I'm sweeping the floor or grooming a broad back and I "see" my next story, hear the voices telling me their woeful tales. Or a color from the light dancing off their back stops me, holding me still with the magic of living with horses.

I am obsessed. And I am entranced, captured, held by an image they give to me. They are the music in my days. 

I am an artist, a horseman, a story teller and prisoner of their hearts.


Thursday, August 6, 2015


" If the worm don't like it, then you shouldn't eat it." When I was just five, my Grandfather took me out to stay at the farm with him and Grandma. I was the only little girl in a family of brothers and boy cousins and uncles, so my Grandad was a bit puzzled about what he was going to teach me. Boys were easy. You teach boys how to fish and hunt, how to work in the fields and repair a car or a tractor. They like to be dirty, loud, busy. But girls? Well, maybe I would spend my time with Grandma learning how to cook and mend, can produce and gather eggs.

I never was very good at following other people's expectations of me. I wanted to learn how to run a tractor, milk a cow, groom a horse, feed the pigs. I do admit that I wasn't too fond of shooting animals. I liked shooting a target. That was a game. I love games, enjoy challenging myself to see if I can do better than the last time. But shoot a cute fuzzy rabbit or Bambi, he wanted me to shoot Bambi? Nope. That was a line I could not cross.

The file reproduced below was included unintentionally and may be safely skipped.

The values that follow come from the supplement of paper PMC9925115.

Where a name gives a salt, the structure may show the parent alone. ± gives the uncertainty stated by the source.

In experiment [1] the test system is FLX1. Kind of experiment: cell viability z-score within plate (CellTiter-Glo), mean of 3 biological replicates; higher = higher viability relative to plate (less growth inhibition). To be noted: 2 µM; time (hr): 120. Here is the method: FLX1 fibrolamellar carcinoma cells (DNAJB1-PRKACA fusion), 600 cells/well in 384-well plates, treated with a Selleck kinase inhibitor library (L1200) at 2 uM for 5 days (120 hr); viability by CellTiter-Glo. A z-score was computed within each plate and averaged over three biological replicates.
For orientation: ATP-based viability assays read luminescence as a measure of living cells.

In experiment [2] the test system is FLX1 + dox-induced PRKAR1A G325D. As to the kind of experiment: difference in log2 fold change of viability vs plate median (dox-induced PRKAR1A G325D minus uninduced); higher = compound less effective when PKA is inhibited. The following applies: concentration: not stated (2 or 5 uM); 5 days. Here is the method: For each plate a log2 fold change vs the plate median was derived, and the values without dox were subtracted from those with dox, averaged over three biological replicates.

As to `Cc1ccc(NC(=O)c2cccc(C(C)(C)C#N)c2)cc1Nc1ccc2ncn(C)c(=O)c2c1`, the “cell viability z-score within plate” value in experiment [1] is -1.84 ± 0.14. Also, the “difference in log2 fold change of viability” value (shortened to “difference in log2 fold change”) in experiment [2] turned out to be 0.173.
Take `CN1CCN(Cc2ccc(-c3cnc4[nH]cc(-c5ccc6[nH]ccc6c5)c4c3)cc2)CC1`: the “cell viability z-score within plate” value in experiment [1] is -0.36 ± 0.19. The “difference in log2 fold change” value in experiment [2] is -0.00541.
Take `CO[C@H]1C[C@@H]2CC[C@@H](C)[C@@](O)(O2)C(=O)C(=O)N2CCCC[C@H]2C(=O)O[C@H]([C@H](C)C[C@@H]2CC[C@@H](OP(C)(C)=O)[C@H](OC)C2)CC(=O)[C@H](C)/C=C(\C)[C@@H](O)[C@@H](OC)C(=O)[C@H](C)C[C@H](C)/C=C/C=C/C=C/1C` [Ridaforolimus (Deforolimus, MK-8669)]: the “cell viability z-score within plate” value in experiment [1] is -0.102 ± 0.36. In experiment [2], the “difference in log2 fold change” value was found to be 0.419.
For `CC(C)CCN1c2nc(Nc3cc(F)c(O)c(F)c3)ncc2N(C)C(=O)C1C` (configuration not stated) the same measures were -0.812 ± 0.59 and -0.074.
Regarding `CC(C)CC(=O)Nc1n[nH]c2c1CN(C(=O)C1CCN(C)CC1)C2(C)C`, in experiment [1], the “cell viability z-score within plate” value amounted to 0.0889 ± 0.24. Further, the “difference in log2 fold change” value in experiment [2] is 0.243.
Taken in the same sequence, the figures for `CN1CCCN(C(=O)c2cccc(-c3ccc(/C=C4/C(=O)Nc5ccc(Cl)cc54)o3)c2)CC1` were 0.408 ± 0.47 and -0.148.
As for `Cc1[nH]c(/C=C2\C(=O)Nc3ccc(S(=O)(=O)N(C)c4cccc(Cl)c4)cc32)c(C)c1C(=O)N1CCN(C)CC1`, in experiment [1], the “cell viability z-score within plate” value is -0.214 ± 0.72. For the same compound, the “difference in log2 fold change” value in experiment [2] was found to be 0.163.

My first job was helping to harvest corn, not seed corn but sweet corn. His produce was so good that when he drove in to town with a truck load, people would follow him to buy a bag. I was very excited. I was going to help him pick it and put it in to bags for folks when they bought it. My brother and cousins had all helped with this job. It was a right of passage in my family. 

But I was horrified to discover worms at the end of each ear of corn. I thought we were going to have to throw it all away. I cried. Poor Grandpa. All of that work for nothing. When he asked me why I was crying and I told him, he hugged me and then opened an ear for me, shucking the leaves off and showing me the rest of the ear. There it was; sweet, plump, a rich yellow and cream color. It was so ripe that you could eat it without cooking it. He cut off the tip, where the worms were, and took a bite. " Yup, it's ready. If the worms don't like it, then you don't eat it. " 

All these years later that phrase pops in to my head for more things than corn ripening in the field. Whenever something is out of balance, politics, religion, environment, weather, his wise approach to the world makes sense. You see, worms serve a purpose. They show us when the fields are ready for picking, and bring moths and butterflies. They're really the essence of living a life in a Zen way, with the yin and the yang balanced. You have to have a worm to know where the sweetest corn is. It's soft and hard, sweet and sour, good and bad, light and dark. How will you know where the sweet things are if you don't have a worm to show you? Where is the light if the shadows aren't there to set it off?